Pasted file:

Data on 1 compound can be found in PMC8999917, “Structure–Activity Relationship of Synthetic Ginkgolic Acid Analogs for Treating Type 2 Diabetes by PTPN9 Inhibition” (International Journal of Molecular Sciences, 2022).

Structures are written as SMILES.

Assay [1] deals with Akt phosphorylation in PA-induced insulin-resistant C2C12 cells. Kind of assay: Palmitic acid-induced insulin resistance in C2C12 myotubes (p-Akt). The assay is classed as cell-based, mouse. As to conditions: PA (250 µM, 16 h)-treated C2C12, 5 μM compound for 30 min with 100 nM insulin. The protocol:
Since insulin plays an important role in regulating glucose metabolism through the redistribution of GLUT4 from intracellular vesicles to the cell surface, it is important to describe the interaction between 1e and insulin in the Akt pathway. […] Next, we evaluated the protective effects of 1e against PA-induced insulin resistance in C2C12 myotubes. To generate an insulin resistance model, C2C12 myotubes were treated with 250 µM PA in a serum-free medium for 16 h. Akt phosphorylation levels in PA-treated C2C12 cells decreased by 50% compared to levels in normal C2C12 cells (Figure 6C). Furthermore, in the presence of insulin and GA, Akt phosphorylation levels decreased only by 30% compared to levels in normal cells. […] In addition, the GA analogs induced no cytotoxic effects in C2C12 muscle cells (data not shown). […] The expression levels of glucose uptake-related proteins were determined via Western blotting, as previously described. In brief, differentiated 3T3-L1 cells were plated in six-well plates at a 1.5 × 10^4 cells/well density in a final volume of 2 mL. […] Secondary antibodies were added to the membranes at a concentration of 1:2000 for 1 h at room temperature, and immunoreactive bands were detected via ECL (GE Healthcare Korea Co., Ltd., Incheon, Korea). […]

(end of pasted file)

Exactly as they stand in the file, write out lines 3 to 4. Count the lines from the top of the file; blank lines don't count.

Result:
Assay [1] deals with Akt phosphorylation in PA-induced insulin-resistant C2C12 cells. Kind of assay: Palmitic acid-induced insulin resistance in C2C12 myotubes (p-Akt). The assay is classed as cell-based, mouse. As to conditions: PA (250 µM, 16 h)-treated C2C12, 5 μM compound for 30 min with 100 nM insulin. The protocol:
Since insulin plays an important role in regulating glucose metabolism through the redistribution of GLUT4 from intracellular vesicles to the cell surface, it is important to describe the interaction between 1e and insulin in the Akt pathway. […] Next, we evaluated the protective effects of 1e against PA-induced insulin resistance in C2C12 myotubes. To generate an insulin resistance model, C2C12 myotubes were treated with 250 µM PA in a serum-free medium for 16 h. Akt phosphorylation levels in PA-treated C2C12 cells decreased by 50% compared to levels in normal C2C12 cells (Figure 6C). Furthermore, in the presence of insulin and GA, Akt phosphorylation levels decreased only by 30% compared to levels in normal cells. […] In addition, the GA analogs induced no cytotoxic effects in C2C12 muscle cells (data not shown). […] The expression levels of glucose uptake-related proteins were determined via Western blotting, as previously described. In brief, differentiated 3T3-L1 cells were plated in six-well plates at a 1.5 × 10^4 cells/well density in a final volume of 2 mL. […] Secondary antibodies were added to the membranes at a concentration of 1:2000 for 1 h at room temperature, and immunoreactive bands were detected via ECL (GE Healthcare Korea Co., Ltd., Incheon, Korea). […]